Working in fisheries governance in Labrador may seem like a world away from studying Contemporary Studies and Classics at King’s – however, for Rachael, it was fairly logical progression.
Rachael’s goals as an undergraduate at King’s were simple; to be a well-read person and to study the things she was passionate about. After taking the Foundation Year Program (FYP), Rachael went into the Contemporary Studies Program, a decision based on her goals, interests and advice from her professors at the time.
“I’ve always loved reading and just the opportunity to read all the modern classics and have a deep understanding of that was probably my motivation for it… my professors and mentors as well influenced my decision about which program to go into.”
Rachael felt supported by the community at King’s by her peers and professors alike. Working in the Wardroom for three of her undergraduate years was a sure way to find herself right at the heart of life at King’s. “I felt very close to a lot of people at King’s,” Rachael says, “it helped doing things like working at the wardroom because you see everybody’s faces constantly.” And Rachael finds herself in the midst of the community even today, serving on the Alumni Association Executive.
After graduating from King’s, Rachael decided to pursue an interest that she has had ever since she was a child; the environment. “My dad is an ornithologist so I was always outdoors as a kid, did a lot of conservation jobs as a teenager,” she explains. She went on to complete her Master’s in Resource and Environmental Management at Dalhousie and after gaining some further research experience, enrolled again, this time as a PhD candidate in Interdisciplinary Studies.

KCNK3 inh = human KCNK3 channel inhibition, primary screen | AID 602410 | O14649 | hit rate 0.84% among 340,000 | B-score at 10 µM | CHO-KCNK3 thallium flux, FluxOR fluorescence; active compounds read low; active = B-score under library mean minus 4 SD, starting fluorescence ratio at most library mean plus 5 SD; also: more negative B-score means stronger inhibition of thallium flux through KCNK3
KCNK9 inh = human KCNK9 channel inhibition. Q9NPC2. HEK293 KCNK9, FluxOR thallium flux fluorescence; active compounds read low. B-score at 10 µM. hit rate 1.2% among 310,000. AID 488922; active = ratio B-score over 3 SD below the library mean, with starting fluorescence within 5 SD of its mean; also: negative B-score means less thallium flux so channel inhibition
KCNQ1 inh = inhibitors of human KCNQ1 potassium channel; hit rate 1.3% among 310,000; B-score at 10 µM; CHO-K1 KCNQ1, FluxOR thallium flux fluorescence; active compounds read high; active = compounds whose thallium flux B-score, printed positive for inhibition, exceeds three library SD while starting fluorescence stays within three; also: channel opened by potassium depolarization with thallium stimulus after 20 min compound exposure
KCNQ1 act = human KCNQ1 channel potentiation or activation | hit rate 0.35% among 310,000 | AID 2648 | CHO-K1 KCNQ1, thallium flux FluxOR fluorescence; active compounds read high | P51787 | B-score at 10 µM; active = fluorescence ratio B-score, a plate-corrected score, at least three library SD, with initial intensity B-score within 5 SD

“I thought it was going to be less connected to the things I’d learnt before than it ended up being. I thought I was getting into something that was totally different from what I’d done at King’s… I was really surprised by how much the skills and knowledge that I’d learned from my first degree ended up driving the topics that I was interested in.”
Rachael is specifically interested in how people value the environment, and how people decide which information influences policy decisions. She found her knowledge base from King’s to be extremely useful when encountering wicked problems and addressing factors that influence decision-making processes, such as culture and language.
Even now, working to empower Indigenous voices in fisheries governance, Rachael goes back to her skillset and approach to decision-making that was built at King’s. “Those same questions still apply – how we can create systems for making decisions or how we create governance systems that are cross-cultural, that allow for different knowledge systems, different cultures.”
While Rachael’s grounding is always in the theoretical side, she continues to learn and expand her skillset by working with partners who primarily seek practical solutions. That is the beauty of interdisciplinary study.
“Whatever the magic mix of King’s is or does, it makes you more successful in whatever path you end up taking… all of those critical thinking skills and just having four years to think very deeply about things – that is always going to benefit you.”
Date Posted: December 2020